Once we release a solution, it will become part of a larger system. Although we can determine specific functionalities for that solution and define a target user group, we cannot predict and control who will use our solution and how it will be used. Thus, design processes need to take into account the interactions of various systems with complex and unique humans, as well as the external social, cultural, economic and technological forces that exist for each of us.
It is not practical for a designer to meet the needs of every user and include every desired feature within a single product or service, nor to predict the infinite variety of creative, serendipitous, and unexpected uses that a product or service can be subjected to. By creating flexible and adaptable designs, the user can continue the design process by adapting, remixing and repurposing to better meet their needs.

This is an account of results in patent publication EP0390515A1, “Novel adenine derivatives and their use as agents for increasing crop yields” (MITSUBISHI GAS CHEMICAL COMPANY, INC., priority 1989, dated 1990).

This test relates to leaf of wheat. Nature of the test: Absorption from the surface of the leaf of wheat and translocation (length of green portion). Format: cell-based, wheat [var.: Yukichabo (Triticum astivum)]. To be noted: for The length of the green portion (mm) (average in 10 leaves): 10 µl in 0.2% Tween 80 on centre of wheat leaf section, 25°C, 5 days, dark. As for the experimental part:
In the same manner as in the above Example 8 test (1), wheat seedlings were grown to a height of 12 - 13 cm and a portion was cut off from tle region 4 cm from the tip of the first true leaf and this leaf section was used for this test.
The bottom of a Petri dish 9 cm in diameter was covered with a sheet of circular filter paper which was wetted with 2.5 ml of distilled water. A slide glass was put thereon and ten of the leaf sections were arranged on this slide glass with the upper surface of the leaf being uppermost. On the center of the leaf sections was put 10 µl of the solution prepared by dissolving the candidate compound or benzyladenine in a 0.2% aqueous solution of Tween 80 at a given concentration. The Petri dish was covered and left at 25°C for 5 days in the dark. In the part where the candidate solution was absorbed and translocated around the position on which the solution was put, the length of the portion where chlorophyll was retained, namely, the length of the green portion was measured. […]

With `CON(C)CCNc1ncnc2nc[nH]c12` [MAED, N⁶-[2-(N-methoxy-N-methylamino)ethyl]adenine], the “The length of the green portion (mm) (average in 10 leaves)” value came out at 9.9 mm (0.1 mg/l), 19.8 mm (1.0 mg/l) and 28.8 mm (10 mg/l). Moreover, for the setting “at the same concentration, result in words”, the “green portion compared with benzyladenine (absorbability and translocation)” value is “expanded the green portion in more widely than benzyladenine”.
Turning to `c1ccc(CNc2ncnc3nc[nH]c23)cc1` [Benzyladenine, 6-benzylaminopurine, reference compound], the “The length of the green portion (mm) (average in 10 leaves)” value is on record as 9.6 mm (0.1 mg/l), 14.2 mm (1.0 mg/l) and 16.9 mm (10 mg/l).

In other words, by understanding the interconnectedness of people and systems and their mutual influence, our designs can allow for the ever-emerging and evolving interactions between them. By incorporating an openness, flexibility and adaptability into our designs, we acknowledge and allow for this interconnection, thereby promoting the organic growth of our systems and increasing their reach.